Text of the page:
The Muster

29 Feb

Cloud blanketing the Liverpool Range

It is dark when we rise early to muster sheep.

My father has already stoked up the Rayburn wood stove and now sits by it occasionally stirring the steaming porridge with the worn wooden spoon. He moves it to the warming plate where it gently pops and then calls my brother and me with a “porridge is ready”, repeated several times for my benefit.

We eat the porridge in silence and then tea and toast with my mother’s homemade marmalade spread thickly.

The horses are caught and saddled and the dogs let off their chains. Free of their restraint they race around chasing each other, yelping with excitement and eager for work.

We re-tighten the girth on our saddles, mount and ride out before dawn; the clip clop of the shod hooves echoing on the gravel road in the still morning.

The air is sweet and fresh in the nostrils. A chill on the cheeks.

It is shearing time on the family farm, which extends from creek flats to long spurs to steep country up on the Liverpool Range. Today we are mustering The Tops, the steepest paddock, and we are up early so we can get to the sheep while they are still in a mob before they have moved off their night camp at the top of the range. If sheep have moved off to graze and are scattered it is considerably harder to muster.

We ride on silently to the rhythmic clopping of the horse’s hooves. My brother breaks the silence and comments to my father,

“We could sell some of those old wethers”. 

“I suppose so”. 

“The market’s good for old sheep now”

“Yes…its not bad”.

Silence returns

A blanket of ghostly cloud drapes the range; gradually brightening with the dawning to appear like cotton wool, reaching down, caressing the spurs.

The day wakes. Magpies chortle, kookaburras laugh, wrens twitter.

A dog trotting ahead spots a cow. It nips its hocks. The cow bellows.

It breaks my father’s silence.

“Come behind! Come behind here!” my father calls out. His dog cowers back and trots along between the hind legs of his mare.

We ride on as dawn is breaking; splash across the sparkling Fowlers Creek, along the side of Kurrajong paddock where the Mountain Ash grows and black cockatoos often screech.

My father notices a large patch of Bathurst burrs.

“We’ll have to get onto those”, he says, his weather-beaten face creasing. Burrs and lice are always a worry for my father. 

We are at The Tops. There is no gate into it.

“We should put a gate in here”, my father says. He has been saying that for many musters. But it’s not really necessary.

We open a flood fence and lead the horses through.

We have to climb to the top of one side of the paddock. The track through the thick dogwood is unclear. A track for sheep through thick scrub is not necessarily a good one for horses, as sheep can move along under the canopy. We locate a resemblance of a track and urge the horses through. The bushes brush our horse’s chests and our legs. Sometimes we have to push branches aside. The track gets steep and stony and the horses puff and struggle. We dismount and lead the horses.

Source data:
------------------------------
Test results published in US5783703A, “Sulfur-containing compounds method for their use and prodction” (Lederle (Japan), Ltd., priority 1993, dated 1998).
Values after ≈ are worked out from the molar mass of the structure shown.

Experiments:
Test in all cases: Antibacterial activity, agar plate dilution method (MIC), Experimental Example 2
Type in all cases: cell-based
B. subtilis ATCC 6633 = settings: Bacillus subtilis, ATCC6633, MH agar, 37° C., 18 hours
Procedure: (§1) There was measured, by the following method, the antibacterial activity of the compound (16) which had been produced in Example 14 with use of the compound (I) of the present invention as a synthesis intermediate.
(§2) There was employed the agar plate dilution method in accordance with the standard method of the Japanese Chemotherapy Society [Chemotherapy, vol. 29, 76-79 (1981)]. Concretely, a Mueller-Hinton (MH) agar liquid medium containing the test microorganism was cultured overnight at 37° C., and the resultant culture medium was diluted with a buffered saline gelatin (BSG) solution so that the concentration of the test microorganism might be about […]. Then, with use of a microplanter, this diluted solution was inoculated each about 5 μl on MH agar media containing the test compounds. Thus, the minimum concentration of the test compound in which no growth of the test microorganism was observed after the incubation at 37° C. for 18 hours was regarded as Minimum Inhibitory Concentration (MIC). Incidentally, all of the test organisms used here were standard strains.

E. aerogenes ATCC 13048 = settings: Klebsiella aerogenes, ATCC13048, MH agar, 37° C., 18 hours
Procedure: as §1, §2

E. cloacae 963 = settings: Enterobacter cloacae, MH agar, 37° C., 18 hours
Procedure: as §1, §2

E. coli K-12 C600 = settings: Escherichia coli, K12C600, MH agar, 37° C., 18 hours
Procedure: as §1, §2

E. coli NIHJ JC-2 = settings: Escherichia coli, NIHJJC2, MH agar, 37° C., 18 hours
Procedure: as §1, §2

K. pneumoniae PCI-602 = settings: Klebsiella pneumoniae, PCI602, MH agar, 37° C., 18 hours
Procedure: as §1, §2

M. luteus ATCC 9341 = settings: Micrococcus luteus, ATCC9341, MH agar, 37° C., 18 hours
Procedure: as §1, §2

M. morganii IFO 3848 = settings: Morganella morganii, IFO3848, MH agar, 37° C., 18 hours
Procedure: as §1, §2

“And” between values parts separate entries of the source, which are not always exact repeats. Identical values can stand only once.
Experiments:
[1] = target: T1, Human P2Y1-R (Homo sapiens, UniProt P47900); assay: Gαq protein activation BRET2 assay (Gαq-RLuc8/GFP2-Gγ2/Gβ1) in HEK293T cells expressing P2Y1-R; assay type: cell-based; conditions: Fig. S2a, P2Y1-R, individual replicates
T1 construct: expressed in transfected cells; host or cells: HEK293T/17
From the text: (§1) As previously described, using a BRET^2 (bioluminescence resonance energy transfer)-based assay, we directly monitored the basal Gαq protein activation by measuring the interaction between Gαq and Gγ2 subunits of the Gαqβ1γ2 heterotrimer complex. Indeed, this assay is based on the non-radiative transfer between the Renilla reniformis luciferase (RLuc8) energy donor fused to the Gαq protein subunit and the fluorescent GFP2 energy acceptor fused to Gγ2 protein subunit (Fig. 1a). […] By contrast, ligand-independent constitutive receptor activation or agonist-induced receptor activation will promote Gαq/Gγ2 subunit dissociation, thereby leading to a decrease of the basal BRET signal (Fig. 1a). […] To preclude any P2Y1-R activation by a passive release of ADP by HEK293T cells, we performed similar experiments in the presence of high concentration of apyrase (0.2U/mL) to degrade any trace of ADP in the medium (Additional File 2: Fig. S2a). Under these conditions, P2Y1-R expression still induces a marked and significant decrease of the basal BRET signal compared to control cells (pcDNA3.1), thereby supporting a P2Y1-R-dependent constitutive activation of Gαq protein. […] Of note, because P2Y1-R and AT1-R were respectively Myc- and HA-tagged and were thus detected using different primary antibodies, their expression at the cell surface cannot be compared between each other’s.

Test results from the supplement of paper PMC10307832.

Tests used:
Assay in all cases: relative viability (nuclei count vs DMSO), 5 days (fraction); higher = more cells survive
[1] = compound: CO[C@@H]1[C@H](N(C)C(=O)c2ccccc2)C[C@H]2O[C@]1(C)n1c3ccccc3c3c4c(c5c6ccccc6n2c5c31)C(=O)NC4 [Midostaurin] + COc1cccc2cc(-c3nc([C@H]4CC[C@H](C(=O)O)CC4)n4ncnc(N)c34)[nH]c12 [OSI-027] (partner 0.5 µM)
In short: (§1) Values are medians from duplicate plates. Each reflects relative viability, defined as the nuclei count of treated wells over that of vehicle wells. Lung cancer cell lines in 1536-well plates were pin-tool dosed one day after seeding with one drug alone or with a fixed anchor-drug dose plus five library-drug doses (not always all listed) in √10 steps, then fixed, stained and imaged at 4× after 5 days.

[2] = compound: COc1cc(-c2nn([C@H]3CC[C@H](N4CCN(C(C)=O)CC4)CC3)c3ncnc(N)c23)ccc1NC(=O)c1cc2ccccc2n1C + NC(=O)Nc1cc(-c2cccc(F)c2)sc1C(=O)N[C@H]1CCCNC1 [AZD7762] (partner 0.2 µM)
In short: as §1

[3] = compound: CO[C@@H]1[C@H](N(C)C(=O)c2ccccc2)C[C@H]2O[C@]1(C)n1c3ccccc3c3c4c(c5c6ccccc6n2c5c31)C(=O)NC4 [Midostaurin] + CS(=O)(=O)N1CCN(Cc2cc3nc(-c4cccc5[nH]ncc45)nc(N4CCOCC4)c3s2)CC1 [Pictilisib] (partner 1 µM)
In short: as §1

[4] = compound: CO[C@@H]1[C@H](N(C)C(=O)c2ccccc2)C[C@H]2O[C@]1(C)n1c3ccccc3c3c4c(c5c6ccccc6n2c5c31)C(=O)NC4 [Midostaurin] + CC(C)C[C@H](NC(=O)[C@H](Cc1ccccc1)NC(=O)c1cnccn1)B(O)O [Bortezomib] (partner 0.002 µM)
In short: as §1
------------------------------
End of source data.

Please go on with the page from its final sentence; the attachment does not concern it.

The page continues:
We reach the top of the range and rest and give the horses a ‘blow’.

It is beautiful up hear, and the air so clean and crisp. The low cloud is lifting and I look out over the ridges down the wide valley to the distant Liverpool Plains with its patterns of green, yellow and brown cropping and grey-fallowed land stretching to the west. I am filled with wonder, and up here high on the dividing range I imagine that it could be possible that a raindrop fallen up here could either finish up in the sea at Newcastle via the Hunter River or in the sea in South Australia via the Namoi, Barwon, Darling Rivers and the Coorong.

It’s time for work. We mount.

Our timing is good. The sheep are in a mob just moving off their camp at the top of the hill. 

We shout out lots of “hey heys” and “ho hos” and the sheep move quickly from their camp and race off down the hill. We each take a spur to ride down and follow the sheep, checking for stragglers.

It all goes smoothly until…

“Come behind here…come behind here. Bloody things. Get out of there. Dear oh dear. Come behind”. My brother has stumbled on a pea eater, a sheep that has eaten the Darling Pea plant which is toxic to the sheep’s nervous system. When they heat up they tend to charge off in all directions, crashing into trees and fences. With difficulty my brother manages to get it back into the mob. Sometimes they have to be caught and carried across the pommel of the saddle. Sometimes they get into such an inaccessible place that they have to be left behind. That is to be avoided for if that sheep had lice it could infect the rest if it rubbed up against them. Sheep are ‘dipped’ in a chemical after they are shorn in order to control the irritating insect which has a detrimental effect on wool quality.

We eventually muster the sheep; gather them at the gate at the bottom of the paddock, and then count them through the gate. My father is looking keenly for any signs of rubbed wool, the indicator of lice.

We drive the sheep toward the yards at the shearing shed, the dogs working side to side behind the mob. 

We are pleased with the ‘clean’ muster. 

“They’re looking good”, I say to my father

“Not bad”, my father replies

 “They should cut well”.

“I think so”.

“And yield ok”.

“Yes…I suppose so … providing there’s not too much burr in it”.

We lead our horses behind the slow moving mob, with the strong, sweet, spring scent of trampled pennyroyal in our nostrils.

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